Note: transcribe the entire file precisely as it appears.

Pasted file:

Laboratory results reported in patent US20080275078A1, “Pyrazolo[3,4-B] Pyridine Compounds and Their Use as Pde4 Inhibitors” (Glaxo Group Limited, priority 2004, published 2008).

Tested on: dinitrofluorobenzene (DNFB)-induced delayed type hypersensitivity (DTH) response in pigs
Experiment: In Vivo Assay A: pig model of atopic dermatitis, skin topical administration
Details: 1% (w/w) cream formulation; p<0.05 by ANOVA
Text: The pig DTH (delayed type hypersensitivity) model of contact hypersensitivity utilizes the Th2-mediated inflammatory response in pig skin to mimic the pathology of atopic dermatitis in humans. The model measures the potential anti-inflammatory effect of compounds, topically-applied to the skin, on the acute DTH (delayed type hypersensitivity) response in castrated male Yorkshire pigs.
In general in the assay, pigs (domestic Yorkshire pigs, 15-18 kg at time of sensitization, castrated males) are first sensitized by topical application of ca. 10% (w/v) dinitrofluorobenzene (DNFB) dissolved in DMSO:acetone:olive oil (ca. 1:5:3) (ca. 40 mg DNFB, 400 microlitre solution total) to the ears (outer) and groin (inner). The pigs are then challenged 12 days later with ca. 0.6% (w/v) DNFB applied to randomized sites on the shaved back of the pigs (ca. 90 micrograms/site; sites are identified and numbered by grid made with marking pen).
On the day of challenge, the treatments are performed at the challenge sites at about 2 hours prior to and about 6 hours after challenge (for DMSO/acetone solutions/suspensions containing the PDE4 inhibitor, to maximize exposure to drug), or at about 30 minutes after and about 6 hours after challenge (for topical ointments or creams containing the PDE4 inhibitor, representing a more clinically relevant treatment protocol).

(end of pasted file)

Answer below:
Laboratory results reported in patent US20080275078A1, “Pyrazolo[3,4-B] Pyridine Compounds and Their Use as Pde4 Inhibitors” (Glaxo Group Limited, priority 2004, published 2008).

Tested on: dinitrofluorobenzene (DNFB)-induced delayed type hypersensitivity (DTH) response in pigs
Experiment: In Vivo Assay A: pig model of atopic dermatitis, skin topical administration
Details: 1% (w/w) cream formulation; p<0.05 by ANOVA
Text: The pig DTH (delayed type hypersensitivity) model of contact hypersensitivity utilizes the Th2-mediated inflammatory response in pig skin to mimic the pathology of atopic dermatitis in humans. The model measures the potential anti-inflammatory effect of compounds, topically-applied to the skin, on the acute DTH (delayed type hypersensitivity) response in castrated male Yorkshire pigs.
In general in the assay, pigs (domestic Yorkshire pigs, 15-18 kg at time of sensitization, castrated males) are first sensitized by topical application of ca. 10% (w/v) dinitrofluorobenzene (DNFB) dissolved in DMSO:acetone:olive oil (ca. 1:5:3) (ca. 40 mg DNFB, 400 microlitre solution total) to the ears (outer) and groin (inner). The pigs are then challenged 12 days later with ca. 0.6% (w/v) DNFB applied to randomized sites on the shaved back of the pigs (ca. 90 micrograms/site; sites are identified and numbered by grid made with marking pen).
On the day of challenge, the treatments are performed at the challenge sites at about 2 hours prior to and about 6 hours after challenge (for DMSO/acetone solutions/suspensions containing the PDE4 inhibitor, to maximize exposure to drug), or at about 30 minutes after and about 6 hours after challenge (for topical ointments or creams containing the PDE4 inhibitor, representing a more clinically relevant treatment protocol).